In 2014, the U.S. Court of Appeals for the D.C. Circuit upheld Verizon’s assertions, stating that the OIO could only apply to common carriers and not to Title I organizations such as broadband providers. However, since the FCC was the organization that designated broadband providers as Title I in the first place, changing that designation was considered to be within its purview.
In 2015, the FCC officially made ISPs a common carrier, or Title II organization, which meant they were subject to the rules of the OIO. The OIO mandated that there be no blocking, throttling or paid prioritization by ISPs.
It’s important to understand this chain of events because in 2018, proponents of net neutrality pointed to incidents like Comcast’s throttling as evidence that more regulation had been necessary and that the OIO had been a reaction to a very real need and not, as detractors often claimed, regulation for regulation’s sake.
What has changed since net neutrality’s repeal?
In 2018, ISPs became free to offer prioritized services to some clients and limit services to others, so long as those decisions were made public. In other words, a major ISP was allowed to offer fast-lane service (at a price) to a large client, like Amazon, and then slow down service for all of Amazon’s competitors.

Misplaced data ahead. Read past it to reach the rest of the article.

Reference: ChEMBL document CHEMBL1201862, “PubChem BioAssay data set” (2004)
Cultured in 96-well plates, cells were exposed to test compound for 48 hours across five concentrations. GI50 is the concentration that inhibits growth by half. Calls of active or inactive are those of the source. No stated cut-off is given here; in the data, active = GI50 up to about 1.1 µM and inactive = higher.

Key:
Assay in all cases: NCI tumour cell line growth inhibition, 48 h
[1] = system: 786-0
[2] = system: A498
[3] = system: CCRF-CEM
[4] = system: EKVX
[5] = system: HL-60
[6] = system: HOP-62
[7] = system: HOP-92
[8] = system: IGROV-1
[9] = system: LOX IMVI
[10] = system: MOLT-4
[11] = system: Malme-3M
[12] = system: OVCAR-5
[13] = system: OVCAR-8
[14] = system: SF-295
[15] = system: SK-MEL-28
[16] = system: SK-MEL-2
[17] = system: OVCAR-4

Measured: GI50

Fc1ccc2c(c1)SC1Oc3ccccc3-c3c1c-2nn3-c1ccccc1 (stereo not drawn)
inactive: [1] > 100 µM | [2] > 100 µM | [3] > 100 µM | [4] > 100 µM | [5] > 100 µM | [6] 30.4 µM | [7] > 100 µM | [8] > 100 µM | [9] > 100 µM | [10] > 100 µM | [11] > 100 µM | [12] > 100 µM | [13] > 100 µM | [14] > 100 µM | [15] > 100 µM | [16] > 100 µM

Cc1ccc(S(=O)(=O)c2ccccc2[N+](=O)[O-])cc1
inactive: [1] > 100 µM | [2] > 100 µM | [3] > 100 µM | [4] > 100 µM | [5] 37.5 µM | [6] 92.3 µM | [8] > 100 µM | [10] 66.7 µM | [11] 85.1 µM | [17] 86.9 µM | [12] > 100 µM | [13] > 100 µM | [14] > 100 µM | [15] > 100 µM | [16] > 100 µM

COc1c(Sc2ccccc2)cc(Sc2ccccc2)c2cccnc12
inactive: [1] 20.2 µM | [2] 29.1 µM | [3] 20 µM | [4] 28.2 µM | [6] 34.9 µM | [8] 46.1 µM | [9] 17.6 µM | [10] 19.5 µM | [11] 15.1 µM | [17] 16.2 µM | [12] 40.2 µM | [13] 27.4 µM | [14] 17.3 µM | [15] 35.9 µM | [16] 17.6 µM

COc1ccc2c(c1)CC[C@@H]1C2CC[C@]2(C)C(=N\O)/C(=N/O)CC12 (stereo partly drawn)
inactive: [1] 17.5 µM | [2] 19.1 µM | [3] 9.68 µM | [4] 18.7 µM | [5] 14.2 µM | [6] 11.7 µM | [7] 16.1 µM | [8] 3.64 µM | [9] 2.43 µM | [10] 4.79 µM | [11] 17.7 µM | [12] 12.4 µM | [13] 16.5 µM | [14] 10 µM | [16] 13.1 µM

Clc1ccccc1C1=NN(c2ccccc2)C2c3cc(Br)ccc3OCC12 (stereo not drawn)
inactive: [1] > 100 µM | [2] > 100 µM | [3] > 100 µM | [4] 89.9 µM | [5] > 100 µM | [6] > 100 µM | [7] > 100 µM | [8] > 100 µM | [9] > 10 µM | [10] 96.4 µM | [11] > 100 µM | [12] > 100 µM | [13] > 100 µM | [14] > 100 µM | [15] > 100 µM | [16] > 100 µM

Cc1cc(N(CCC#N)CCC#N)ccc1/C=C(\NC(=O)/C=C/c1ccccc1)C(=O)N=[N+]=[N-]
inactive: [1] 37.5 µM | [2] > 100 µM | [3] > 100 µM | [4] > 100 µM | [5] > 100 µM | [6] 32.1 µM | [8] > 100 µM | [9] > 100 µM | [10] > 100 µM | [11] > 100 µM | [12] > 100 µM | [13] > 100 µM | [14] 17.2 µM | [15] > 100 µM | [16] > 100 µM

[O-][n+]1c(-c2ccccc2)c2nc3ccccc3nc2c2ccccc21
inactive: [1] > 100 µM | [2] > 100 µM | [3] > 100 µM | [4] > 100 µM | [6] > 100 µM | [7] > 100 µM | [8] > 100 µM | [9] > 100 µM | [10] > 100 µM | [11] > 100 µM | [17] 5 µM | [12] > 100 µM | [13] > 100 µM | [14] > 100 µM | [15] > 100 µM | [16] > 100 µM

The caveat of making such deals known publicly did little to assuage the concerns of the pro-neutrality set, as they feared that the details of arrangements like these would have been hidden in the fine print of user agreements that largely went unread. There was also concern that pay-to-play ISP services would make it harder for startup companies to gain a foothold, and that free speech itself could be threatened.
For small business owners already competing against online goliaths, there was trepidation and confusion surrounding this prospect. Initial reports of small business confidence surrounding net neutrality, like the Paychex Small Business Survey, underscored this fact, with 44% of respondents stating they believed the repeal of the OIO would negatively affect business. A matching 44% said they were not sure how these policy changes would affect business, and just 12% of business owners said they felt that the FCC’s move would be beneficial.